This is essentially a philosophical rather than a physical question. (I don't mean that as a pejorative statement, by the way, just a descriptive one.) There are different philosophical approaches regarding the meaning of probability. Broadly speaking, some people think of probability in a frequentist sense, meaning that probabilities refer to the frequency ...

9

I think at least some readers should have noted by now that many of these arguments, particularly the more pathetic ones, are questions of wording rather than physics. Once you made your model simple enough, you can map anything onto anything. Now this was my starting point: if a system is sufficiently trivial, you can do anything you like. Now how can we ...

9

Can someone explain the quantum physics-consciousness connection? There is none. There's a whole lot that can be said about this, but at a basic level, the explanation is that an observation in quantum mechanics is best thought of as an interaction with another particle (technically: a classical system). It doesn't have to involve a conscious observer. ...

8

The normal state of subsystem is entangled, as follows from the Schroedinger equation, which turns a separable state immediately into an entangled state if there is some interaction. The state of a subsystem is obtained from the state of the universe by tracing out all other degrees of freedom. This leaves a density matrix, which is a perfectly good state ...

8

The statistical interpretation of quantum mechanics is alive, healthy, and very robust against attacks. The statistical interpretation is precisely that part of the foundations of quantum mechanics where all physicists agree. In the foundations, everything beyond that is controversial. In particular, the Copenhagen interpretation implies the statistical ...

8

Your running into circles will stop once you commit yourself to a choice. What to regard as postulate is always a matter of choice (by you or by whoever writes an exposition of the basics). One starts from a point where the development is in some sense simplest. And one may motivate the postulates by analogies or whatever. The CCR are a simple ...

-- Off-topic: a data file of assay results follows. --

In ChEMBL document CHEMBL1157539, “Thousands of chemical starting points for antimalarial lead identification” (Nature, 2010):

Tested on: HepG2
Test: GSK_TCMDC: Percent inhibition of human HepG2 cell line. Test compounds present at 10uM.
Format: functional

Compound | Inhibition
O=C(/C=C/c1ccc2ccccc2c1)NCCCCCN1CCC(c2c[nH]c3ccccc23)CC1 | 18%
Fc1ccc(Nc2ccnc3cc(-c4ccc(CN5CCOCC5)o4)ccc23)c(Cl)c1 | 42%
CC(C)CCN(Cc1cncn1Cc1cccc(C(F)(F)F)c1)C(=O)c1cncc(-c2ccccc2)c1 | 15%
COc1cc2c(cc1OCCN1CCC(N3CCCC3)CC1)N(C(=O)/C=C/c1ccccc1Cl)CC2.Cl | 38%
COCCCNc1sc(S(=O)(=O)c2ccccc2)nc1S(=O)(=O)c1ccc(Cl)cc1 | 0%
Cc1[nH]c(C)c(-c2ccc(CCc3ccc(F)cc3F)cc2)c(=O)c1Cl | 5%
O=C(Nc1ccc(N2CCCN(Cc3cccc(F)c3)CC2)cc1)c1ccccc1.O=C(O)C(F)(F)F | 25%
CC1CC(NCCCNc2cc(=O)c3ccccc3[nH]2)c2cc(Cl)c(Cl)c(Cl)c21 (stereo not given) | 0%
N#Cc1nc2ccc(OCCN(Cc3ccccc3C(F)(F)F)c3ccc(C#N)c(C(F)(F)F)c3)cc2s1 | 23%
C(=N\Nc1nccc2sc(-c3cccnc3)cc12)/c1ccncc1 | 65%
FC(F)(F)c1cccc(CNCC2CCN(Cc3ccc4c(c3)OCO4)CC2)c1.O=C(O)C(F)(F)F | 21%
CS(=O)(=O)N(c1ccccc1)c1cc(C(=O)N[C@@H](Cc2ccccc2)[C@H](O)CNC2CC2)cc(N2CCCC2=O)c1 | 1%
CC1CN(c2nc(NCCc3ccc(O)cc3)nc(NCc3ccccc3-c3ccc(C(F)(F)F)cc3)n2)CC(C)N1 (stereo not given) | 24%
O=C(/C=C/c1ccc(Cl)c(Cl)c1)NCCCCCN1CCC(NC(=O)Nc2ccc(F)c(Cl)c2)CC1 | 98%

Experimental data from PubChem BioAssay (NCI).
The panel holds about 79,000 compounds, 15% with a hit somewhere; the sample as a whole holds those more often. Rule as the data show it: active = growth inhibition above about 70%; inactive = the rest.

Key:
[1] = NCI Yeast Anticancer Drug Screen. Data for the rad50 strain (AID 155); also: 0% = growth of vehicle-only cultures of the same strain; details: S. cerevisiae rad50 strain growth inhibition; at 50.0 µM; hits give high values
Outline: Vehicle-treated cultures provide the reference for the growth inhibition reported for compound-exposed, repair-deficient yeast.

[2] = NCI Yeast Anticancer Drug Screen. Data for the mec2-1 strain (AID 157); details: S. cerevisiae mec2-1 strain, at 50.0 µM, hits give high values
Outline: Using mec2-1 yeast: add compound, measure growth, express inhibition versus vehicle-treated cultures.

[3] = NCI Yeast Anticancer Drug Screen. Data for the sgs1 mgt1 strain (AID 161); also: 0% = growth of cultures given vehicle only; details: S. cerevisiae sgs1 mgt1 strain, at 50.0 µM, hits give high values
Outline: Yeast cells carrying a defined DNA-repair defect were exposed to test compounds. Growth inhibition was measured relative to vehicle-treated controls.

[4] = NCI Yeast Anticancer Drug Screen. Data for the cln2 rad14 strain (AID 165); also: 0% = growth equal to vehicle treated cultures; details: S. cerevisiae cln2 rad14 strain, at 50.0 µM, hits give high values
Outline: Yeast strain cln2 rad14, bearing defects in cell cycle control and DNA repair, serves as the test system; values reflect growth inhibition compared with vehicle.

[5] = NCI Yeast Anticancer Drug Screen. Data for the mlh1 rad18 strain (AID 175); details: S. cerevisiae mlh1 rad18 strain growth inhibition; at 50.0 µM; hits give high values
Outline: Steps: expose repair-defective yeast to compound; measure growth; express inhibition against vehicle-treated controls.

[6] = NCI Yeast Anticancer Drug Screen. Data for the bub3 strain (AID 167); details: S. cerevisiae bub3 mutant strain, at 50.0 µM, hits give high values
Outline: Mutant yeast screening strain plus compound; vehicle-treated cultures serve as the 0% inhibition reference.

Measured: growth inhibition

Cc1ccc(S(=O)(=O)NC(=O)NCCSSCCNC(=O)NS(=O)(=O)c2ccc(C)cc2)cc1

8

As Dan points out in his excellent answer, most alternative "interpretations" reproduce standard quantum mechanics by construction. However, collapse interpretations such as the GRW theory, or Penrose's gravitational collapse seem to prohibit coherence in quantum systems larger than some certain size or mass. Of course, these breakdown scales are larger than ...

8

Why is the Copenhagen interpretation the most accepted one? I would say the answer is this: it's the oldest more or less "complete" interpretation hence you'll find it in many (all?) early text books, which is basically from where people writing modern text books copy from. the overwhelming majority of physicists doesn't really care about the ...

7

It's a combination of all these things and more. Most importantly, the TIQM interpretation is nonsense and all the positive words you hear about it are just unjustifiable hype promoted purely by John Cramer himself. Ontology - or "realism", as it is technically called in quantum mechanics - has been falsified in physics in the mid 1920s and it can never be ...

7

If you want a minority's view on this subject, here it is: Determinism means that one asks for a theory that describes unambiguously what is going on, without even the slightest amount of fuzziness. Of course, fuzziness may come in at a later stage, when we inevitably are confronted with the fact that we do not know exactly how nature's laws work under all ...

7

It's a very good question but the answer is No, there is nothing such as "it went through both slits" observable (i.e. no linear operator that would correspond to this Yes/No question). The reason is that such "information" cannot be observed, not even in principle and not even statistically. Much more generally, there don't exist any observables that would ...

7

There are currently two different accounts that give a larger picture of what happens when a quantum system is measured. One of them is the fact that many random interactions between the system (which might be a 1-body or N-body quantum system) and the environment (which is considered for most purposes a pseudo-classical system with infinite degrees of ...

7

They don't make any claim in the paper about interpretations of quantum theory, either for the Copenhagen interpretation or against many-worlds interpretations. Nor does the Phys. Rev. Lett. 101, 20403 (2008) that they cite as their principal theoretical source. The Vienna group's stated intention here, as, I think, in a number of papers over the last few ...